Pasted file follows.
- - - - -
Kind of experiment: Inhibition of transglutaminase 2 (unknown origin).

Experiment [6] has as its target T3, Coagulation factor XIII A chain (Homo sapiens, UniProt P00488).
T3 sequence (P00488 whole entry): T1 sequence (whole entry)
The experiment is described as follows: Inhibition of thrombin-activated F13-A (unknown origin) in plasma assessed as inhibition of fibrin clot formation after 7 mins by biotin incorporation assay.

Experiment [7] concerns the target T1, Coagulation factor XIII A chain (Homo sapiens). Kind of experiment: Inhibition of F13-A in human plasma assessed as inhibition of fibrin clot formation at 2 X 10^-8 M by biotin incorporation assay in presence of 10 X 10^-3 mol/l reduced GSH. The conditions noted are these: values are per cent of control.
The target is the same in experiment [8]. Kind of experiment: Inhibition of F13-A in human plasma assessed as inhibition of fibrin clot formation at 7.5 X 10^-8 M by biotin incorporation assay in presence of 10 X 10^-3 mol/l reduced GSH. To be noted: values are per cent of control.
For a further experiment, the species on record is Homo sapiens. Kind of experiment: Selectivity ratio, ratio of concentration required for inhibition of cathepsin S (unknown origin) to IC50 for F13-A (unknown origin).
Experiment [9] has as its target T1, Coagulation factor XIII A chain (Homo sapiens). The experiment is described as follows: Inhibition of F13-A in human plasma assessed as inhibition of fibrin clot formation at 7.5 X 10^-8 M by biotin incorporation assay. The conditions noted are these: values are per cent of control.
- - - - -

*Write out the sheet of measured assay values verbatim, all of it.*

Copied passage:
Kind of experiment: Inhibition of transglutaminase 2 (unknown origin).

Experiment [6] has as its target T3, Coagulation factor XIII A chain (Homo sapiens, UniProt P00488).
T3 sequence (P00488 whole entry): T1 sequence (whole entry)
The experiment is described as follows: Inhibition of thrombin-activated F13-A (unknown origin) in plasma assessed as inhibition of fibrin clot formation after 7 mins by biotin incorporation assay.

Experiment [7] concerns the target T1, Coagulation factor XIII A chain (Homo sapiens). Kind of experiment: Inhibition of F13-A in human plasma assessed as inhibition of fibrin clot formation at 2 X 10^-8 M by biotin incorporation assay in presence of 10 X 10^-3 mol/l reduced GSH. The conditions noted are these: values are per cent of control.
The target is the same in experiment [8]. Kind of experiment: Inhibition of F13-A in human plasma assessed as inhibition of fibrin clot formation at 7.5 X 10^-8 M by biotin incorporation assay in presence of 10 X 10^-3 mol/l reduced GSH. To be noted: values are per cent of control.
For a further experiment, the species on record is Homo sapiens. Kind of experiment: Selectivity ratio, ratio of concentration required for inhibition of cathepsin S (unknown origin) to IC50 for F13-A (unknown origin).
Experiment [9] has as its target T1, Coagulation factor XIII A chain (Homo sapiens). The experiment is described as follows: Inhibition of F13-A in human plasma assessed as inhibition of fibrin clot formation at 7.5 X 10^-8 M by biotin incorporation assay. The conditions noted are these: values are per cent of control.